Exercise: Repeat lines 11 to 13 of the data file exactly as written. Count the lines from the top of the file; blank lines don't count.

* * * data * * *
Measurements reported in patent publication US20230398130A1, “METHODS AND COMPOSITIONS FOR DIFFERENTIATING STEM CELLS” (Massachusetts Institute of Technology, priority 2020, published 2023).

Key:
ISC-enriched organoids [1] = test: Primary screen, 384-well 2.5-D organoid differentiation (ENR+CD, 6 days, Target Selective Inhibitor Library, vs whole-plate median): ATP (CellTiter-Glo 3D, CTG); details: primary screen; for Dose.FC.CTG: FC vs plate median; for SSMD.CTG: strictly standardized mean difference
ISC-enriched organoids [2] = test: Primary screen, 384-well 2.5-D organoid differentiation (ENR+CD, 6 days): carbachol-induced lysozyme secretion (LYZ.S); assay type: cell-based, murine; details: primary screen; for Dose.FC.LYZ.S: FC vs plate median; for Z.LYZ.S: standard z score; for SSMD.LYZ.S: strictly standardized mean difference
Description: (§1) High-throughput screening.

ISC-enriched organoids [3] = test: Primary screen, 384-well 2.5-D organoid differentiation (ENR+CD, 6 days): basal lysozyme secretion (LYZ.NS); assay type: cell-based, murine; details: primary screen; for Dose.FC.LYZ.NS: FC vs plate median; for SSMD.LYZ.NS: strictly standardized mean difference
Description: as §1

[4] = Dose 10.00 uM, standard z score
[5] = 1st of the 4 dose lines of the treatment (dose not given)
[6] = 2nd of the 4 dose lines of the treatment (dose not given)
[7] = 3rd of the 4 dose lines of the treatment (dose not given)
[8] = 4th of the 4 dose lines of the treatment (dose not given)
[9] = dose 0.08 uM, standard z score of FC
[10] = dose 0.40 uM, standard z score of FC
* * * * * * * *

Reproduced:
[7] = 3rd of the 4 dose lines of the treatment (dose not given)
[8] = 4th of the 4 dose lines of the treatment (dose not given)
[9] = dose 0.08 uM, standard z score of FC